5 10 Spiked soil extract LU Unknown Time (min) Figure. Overlay HPLC FLD chromatograms of the spiked soil sample containing: 1. Nap. Acy. Ace. Flu. Phe. Ant 7. Fln 8. Pyr 9. BaA 10. Chr 11. BeP 1. BeA 1. BkF 1. DahA 1. BghiP 1. InP. The spiking level for this sample was a level 1 (see Table ). The blue portion of the chromatogram used the following excitation/emission wavelengths: 0-nm/-nm; the red portion: 0-nm/0-nm and the light blue portion: 0-nm/0-nm. However, due to lack of a fluorophore, UV detection at 0 nm was employed for acenaphthylene. Chromatographic conditions are shown in Table 1. Linearity, Limit of Detection (LOD) and Limit of Quantification (LOQ) Linearity The linear calibration curves were obtained by plotting the peak area for each analyte versus its concentration. Curves were generated by spiking the sample blanks at a concentration range of 0 00 ng/g. Limits of Detection and Quantification The limits of detection and quantification were evaluated from the concentration of sulfonamides required to give a signal-to-noise ratio of and 10 respectively. Table shows the regression equation, correlation coefficients, and very limits of detection and quantification. Table. Linearity, LOD and LOQ for the Sixteen Polycyclic Aromatic Hydrocarbons PAH Regression equation R LOD LOQ Naphthalene Y = 0.0x *Acenaphthylene Y = 0.080x Acenaphthene Y = x Fluorene Y = 0.08x Phenanthrene Y = x Anthracene Y = 0.088x Fluoranthene Y = 0.07x Pyrene Y = 0.08x ,-Benzanthracene Y = 0.010x Chrysene Y = 0.007x Benzo[e]pyrene Y = 0.017x Benz[e]acenaphthylene Y = 0.10x Benzo[k]fluoranthene Y = 0.0x Dibenzo[a,h]anthracene Y = 0.0x Benzo[g,h,i]perylene Y = 0.099x Indeno[1,,-cd]pyrene Y = 0.0x * UV detection at 0 nm
6 Recovery and Reproducibility The recovery and reproducibility (RSD) were evaluated on spiked samples at three different levels as shown in Table. The analysis was performed in replicates of six (n = ) at each level. Table shows the recoveries and RSD values for the sixteen polycyclic aromatic hydrocarbons. Conclusions A simple and fast multiresidue method based on Agilent Bond Elut QuEChERS AOAC and HPLC-FLD has been developed for the simultaneous determination of sixteen polycyclic aromatic hydrocarbons at parts-per-billion levels in soil. High recoveries with excellent RSD were attained, therefore it is concluded that the method is applicable for quality control PAHs in real samples. Table. PAH Spiking level (ng/g) 1 Naphthalene *Acenaphthylene Acenaphthene Fluorene Phenanthrene Anthracene Fluoranthene Pyrene ,-Benzanthracene 0 0 Chrysene Benzo[e]pyrene 0 0 Benz[e]acenaphthylene 0 0 Benzo[k]fluoranthene 0 0 Dibenzo[a,h]anthracene 0 0 Benzo[g,h,i]perylene 0 0 Indeno[1,,-cd]pyrene 0 0 * UV detection at 0 nm PAHs Spiking Levels Table. Recoveries and RSDs for the Sixteen Polycyclic Aromatic Hydrocarbons in Soil Sample (n = ) PAH Level of spiking (ng/g) (n = ) 1 %Recovery %RSD %Recovery %RSD %Recovery %RSD Naphthalene *Acenaphthylene Acenaphthene Fluorene Phenanthrene Anthracene Fluoranthene Pyrene ,-Benzanthracene Chrysene Benzo[e]pyrene Benz[e]acenaphthylene Benzo[k]fluoranthene Dibenzo[a,h]anthracene Benzo[g,h,i]perylene Indeno[1,,-cd]pyrene * UV detection at 0 nm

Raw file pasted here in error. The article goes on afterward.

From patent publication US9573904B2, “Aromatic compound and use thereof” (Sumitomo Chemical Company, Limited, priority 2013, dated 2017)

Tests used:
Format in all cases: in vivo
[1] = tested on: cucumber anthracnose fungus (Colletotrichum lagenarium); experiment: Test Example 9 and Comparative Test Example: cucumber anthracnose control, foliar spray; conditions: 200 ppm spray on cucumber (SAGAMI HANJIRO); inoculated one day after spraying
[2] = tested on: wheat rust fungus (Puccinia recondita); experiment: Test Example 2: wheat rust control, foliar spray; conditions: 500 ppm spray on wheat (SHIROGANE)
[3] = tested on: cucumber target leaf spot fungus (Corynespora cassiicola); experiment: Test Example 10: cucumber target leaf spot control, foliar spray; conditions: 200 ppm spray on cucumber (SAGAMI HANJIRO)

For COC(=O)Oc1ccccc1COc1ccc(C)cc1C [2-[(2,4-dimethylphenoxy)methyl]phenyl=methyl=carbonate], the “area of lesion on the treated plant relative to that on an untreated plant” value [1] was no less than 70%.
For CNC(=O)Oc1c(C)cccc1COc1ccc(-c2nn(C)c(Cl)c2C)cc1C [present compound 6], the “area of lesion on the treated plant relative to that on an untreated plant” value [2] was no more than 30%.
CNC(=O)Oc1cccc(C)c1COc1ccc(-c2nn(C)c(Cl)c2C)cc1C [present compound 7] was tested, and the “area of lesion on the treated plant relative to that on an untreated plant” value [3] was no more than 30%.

7 References 1. Method 0, Soil Screening for Polynuclear Aromatic Hydrocarbons by Immunoassay, Test Methods for Evaluating Solid Waste, Physical/Chemical Methods, vols. I and II, rd ed., EPA/SW-8, US Environmental Protection Agency Washington, DC, 199, pp F. Busetti, A. Heitz, M. Cuomo, S. Badoer, P. Traverso, Determination of Sixteen Polycyclic Aromatic Hydrocarbons in Aqueous and Solid Samples from an Italian Wastewater Treatment Plant, J. Chromatogr. A 110 (00) Z. Khan, J. Troquet, C. Vachelard, Sample Preparation and Analytical Techniques for the Determination of Polyaromatic Hydrocarbons in Soil, J. Environ. Sci. Tech. (00) P. R. Kootstra, M. H. C. Straub, G. H. Stil, E. G. van der Velde, W. Hesselink, C. C. J. Land, Solid-Phase Extraction of Polycyclic Aromatic Hydrocarbons from Soil Samples, J. Chromatogr. A 97 (199) M. Anastassiades, S. Lehotay, Fast and Easy Multiresidue Method Employment Acetonitrile Extraction/Partitioning and Dispersive Solid-Phase Extraction for the Determination of Pesticide Residues in Produce, 00, 8, J. W. Henderson, Jr., W. Biazzo, W. Long, Polycyclic Aromatic Hydrocarbons (PAH) Separation Using ZORBAX Eclipse PAH Columns Analyses from Six to PAHs, Agilent Technologies publication, EN. 7. M. J. Ramalhosa, P. Paiga, S. Morais, C. Delerue-Matos, M. B. P. P. Oliveira, Analysis of Polycyclic Aromatic Hydrocarbons in Fish: Evaluation of a Quick, Easy, Cheap, Effective, Rugged and Safe Extraction Method, J. Sep. Sci For More Information For more information on our products and services, visit our Web site at 7